I'm loving The Road by Catherine Jinks. It's not just murderously scary, it's also supernaturally spooky - not my usual story tape scene. But it is very good. It is so tense and absorbing that even my partner - who often pretends to find story tapes annoying - has been caught listening with interest.
I'm not surprised because I am a big Catherine Jinks fan. When I was a teenager and going through my "All YA is beneath me, because I've read Wuthering Heights" stage I made an exception for Catherine Jinks' Pagan series. I loved those books with an hysterical passion that saw me ending friendships if someone didn't like them, or even just didn't love them.
When I was a teenager I believed that the books you liked defined your identity. (In my view, anyone who didn't like reading wasn't even a proper person.)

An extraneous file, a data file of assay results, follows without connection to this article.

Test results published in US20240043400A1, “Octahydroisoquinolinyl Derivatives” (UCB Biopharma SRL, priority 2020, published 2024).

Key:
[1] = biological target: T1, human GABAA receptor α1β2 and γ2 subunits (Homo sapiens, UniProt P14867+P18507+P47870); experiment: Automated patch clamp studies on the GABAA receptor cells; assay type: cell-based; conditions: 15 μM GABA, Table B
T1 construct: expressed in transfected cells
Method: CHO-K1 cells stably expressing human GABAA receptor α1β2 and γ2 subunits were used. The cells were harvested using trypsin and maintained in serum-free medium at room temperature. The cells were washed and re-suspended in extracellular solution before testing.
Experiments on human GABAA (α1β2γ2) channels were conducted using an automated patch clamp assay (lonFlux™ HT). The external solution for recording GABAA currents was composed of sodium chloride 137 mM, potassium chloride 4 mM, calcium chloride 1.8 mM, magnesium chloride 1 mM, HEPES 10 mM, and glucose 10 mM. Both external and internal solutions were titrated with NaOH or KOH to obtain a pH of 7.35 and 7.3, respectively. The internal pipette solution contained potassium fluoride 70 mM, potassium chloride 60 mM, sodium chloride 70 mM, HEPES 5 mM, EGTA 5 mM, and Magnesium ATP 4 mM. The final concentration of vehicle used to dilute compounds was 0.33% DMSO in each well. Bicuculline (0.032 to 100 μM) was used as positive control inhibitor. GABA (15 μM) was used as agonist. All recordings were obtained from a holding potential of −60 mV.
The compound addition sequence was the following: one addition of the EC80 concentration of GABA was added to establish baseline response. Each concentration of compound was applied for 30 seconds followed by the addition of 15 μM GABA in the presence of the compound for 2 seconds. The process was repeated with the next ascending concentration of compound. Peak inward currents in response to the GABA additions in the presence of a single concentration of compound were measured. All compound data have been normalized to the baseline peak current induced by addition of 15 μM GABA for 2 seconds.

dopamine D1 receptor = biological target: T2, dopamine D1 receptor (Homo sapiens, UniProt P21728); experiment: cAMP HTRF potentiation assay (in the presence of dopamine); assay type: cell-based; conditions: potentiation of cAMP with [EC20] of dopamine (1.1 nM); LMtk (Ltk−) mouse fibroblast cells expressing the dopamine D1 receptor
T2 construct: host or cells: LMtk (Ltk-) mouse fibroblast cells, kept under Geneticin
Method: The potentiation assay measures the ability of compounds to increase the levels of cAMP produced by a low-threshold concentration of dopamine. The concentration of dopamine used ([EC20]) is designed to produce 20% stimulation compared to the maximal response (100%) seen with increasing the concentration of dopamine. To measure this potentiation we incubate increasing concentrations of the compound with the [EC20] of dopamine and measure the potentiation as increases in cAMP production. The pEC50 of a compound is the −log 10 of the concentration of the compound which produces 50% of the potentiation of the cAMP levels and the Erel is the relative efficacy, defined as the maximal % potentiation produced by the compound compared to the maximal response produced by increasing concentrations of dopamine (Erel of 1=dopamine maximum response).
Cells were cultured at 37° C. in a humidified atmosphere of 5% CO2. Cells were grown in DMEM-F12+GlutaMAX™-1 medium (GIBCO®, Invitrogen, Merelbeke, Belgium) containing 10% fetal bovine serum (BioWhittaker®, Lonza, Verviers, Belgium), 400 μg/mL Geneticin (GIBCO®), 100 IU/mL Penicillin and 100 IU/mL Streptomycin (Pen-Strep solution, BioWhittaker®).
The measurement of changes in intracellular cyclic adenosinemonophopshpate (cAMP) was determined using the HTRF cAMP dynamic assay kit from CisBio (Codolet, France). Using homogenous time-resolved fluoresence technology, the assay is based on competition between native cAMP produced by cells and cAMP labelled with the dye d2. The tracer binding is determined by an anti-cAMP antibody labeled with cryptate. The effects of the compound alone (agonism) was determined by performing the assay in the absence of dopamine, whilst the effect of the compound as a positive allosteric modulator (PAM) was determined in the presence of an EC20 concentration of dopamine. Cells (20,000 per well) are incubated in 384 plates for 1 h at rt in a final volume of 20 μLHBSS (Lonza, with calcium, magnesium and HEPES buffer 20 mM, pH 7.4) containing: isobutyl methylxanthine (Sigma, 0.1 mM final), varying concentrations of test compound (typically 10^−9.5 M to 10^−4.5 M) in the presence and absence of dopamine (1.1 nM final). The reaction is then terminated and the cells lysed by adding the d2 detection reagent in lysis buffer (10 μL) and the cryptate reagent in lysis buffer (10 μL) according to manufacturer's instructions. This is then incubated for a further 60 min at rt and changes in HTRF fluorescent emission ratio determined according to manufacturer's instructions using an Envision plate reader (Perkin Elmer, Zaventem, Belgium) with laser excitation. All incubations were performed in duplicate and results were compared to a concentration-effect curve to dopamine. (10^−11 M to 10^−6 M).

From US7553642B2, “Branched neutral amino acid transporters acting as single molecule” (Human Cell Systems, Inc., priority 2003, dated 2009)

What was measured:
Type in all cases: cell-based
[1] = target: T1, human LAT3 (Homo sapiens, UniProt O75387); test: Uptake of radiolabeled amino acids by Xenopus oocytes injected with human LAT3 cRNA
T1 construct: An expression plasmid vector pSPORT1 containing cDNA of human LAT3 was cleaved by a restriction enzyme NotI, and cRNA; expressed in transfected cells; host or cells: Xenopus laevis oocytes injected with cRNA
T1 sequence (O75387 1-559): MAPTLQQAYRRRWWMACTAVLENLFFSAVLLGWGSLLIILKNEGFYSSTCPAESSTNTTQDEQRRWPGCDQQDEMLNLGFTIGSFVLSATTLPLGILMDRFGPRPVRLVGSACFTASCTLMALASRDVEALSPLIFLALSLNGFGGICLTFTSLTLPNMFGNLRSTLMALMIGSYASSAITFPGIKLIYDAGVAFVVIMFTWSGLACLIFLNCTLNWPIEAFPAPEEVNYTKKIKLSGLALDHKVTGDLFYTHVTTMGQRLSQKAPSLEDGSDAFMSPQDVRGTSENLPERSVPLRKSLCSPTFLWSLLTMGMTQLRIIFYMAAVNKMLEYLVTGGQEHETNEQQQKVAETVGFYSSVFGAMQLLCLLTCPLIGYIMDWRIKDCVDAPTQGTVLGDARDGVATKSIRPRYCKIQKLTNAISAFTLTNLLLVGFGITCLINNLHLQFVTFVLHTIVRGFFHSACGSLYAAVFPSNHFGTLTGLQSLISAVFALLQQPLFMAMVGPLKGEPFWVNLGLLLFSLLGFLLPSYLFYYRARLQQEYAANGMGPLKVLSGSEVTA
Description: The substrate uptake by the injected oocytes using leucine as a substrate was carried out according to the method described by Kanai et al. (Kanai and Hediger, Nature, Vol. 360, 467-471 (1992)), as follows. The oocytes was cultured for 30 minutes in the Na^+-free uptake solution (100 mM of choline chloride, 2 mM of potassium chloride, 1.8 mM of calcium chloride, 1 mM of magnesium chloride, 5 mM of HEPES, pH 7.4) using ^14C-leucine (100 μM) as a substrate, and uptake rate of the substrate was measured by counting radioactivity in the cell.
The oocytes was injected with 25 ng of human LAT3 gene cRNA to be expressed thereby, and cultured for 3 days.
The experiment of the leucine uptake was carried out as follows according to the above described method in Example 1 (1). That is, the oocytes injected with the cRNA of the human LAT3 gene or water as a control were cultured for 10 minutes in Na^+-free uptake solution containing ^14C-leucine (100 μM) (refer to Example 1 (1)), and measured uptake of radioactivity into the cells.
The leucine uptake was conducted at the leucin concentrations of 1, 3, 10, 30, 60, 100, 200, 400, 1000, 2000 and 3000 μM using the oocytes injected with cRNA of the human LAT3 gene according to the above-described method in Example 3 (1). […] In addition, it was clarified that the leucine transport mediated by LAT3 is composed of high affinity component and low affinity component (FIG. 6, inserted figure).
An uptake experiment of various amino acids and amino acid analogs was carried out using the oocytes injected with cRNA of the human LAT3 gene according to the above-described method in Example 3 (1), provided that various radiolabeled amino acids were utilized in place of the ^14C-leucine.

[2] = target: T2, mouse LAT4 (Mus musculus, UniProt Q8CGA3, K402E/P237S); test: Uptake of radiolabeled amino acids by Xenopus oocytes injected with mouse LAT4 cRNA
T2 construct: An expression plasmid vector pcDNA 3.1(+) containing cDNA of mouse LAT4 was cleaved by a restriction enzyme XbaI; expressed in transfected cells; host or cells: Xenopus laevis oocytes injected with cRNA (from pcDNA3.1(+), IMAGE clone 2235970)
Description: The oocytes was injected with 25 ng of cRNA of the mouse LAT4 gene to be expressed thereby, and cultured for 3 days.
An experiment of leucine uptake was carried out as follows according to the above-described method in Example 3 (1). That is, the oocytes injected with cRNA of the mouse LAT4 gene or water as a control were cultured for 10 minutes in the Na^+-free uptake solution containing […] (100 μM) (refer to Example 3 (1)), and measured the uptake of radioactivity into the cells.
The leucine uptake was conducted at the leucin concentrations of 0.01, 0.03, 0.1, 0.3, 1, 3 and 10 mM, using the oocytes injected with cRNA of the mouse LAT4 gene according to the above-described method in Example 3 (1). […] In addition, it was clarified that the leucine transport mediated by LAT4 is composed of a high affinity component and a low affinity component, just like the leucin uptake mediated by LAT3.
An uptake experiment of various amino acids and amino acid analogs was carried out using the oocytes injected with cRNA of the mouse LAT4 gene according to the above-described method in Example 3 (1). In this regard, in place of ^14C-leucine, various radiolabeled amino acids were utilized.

It reminds me of the great video serious Talking Faiths presented by the Immigration Museum. Students pair up to talk about their faith and identity. All the participants are very respectful and keen not to judge the other's perspective.
But in this video there is a sudden moment of discord. Two girls are cheerfully discussing Harry Potter (1:50) when it is revealled that one of them is a Twilight fan and the other one isn't. No amount of awkward giggling can disguise the fact that this budding inter-faith friendship has hit a rocky patch. The Jewish/Muslim thing was fine but the Twilight/non-Twilight divide might be a breaking point.
Fortunately later in the video they're back on less controversial topics and chatting happily about wearing the hijab (4:35).
So my point is - if anyone doesn't like The Road then I don't like you. (Same goes for John Brown Rose and the Midnight Cat.)